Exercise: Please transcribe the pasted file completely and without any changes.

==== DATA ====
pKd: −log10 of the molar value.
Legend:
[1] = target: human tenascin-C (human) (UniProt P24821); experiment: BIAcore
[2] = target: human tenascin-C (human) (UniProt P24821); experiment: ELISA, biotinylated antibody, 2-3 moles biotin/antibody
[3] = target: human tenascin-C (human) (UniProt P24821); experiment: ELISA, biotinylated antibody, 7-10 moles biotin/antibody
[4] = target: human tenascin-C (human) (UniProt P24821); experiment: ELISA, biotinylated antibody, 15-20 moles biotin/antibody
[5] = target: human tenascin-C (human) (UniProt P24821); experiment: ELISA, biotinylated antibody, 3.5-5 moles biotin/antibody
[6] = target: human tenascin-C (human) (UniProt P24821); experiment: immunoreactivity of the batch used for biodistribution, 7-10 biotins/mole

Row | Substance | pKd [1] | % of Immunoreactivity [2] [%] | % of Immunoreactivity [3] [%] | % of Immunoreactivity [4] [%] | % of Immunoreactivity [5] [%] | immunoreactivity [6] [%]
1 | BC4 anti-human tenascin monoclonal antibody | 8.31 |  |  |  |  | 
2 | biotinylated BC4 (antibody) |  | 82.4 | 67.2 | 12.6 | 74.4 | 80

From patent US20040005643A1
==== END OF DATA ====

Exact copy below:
pKd: −log10 of the molar value.
Legend:
[1] = target: human tenascin-C (human) (UniProt P24821); experiment: BIAcore
[2] = target: human tenascin-C (human) (UniProt P24821); experiment: ELISA, biotinylated antibody, 2-3 moles biotin/antibody
[3] = target: human tenascin-C (human) (UniProt P24821); experiment: ELISA, biotinylated antibody, 7-10 moles biotin/antibody
[4] = target: human tenascin-C (human) (UniProt P24821); experiment: ELISA, biotinylated antibody, 15-20 moles biotin/antibody
[5] = target: human tenascin-C (human) (UniProt P24821); experiment: ELISA, biotinylated antibody, 3.5-5 moles biotin/antibody
[6] = target: human tenascin-C (human) (UniProt P24821); experiment: immunoreactivity of the batch used for biodistribution, 7-10 biotins/mole

Row | Substance | pKd [1] | % of Immunoreactivity [2] [%] | % of Immunoreactivity [3] [%] | % of Immunoreactivity [4] [%] | % of Immunoreactivity [5] [%] | immunoreactivity [6] [%]
1 | BC4 anti-human tenascin monoclonal antibody | 8.31 |  |  |  |  | 
2 | biotinylated BC4 (antibody) |  | 82.4 | 67.2 | 12.6 | 74.4 | 80

From patent US20040005643A1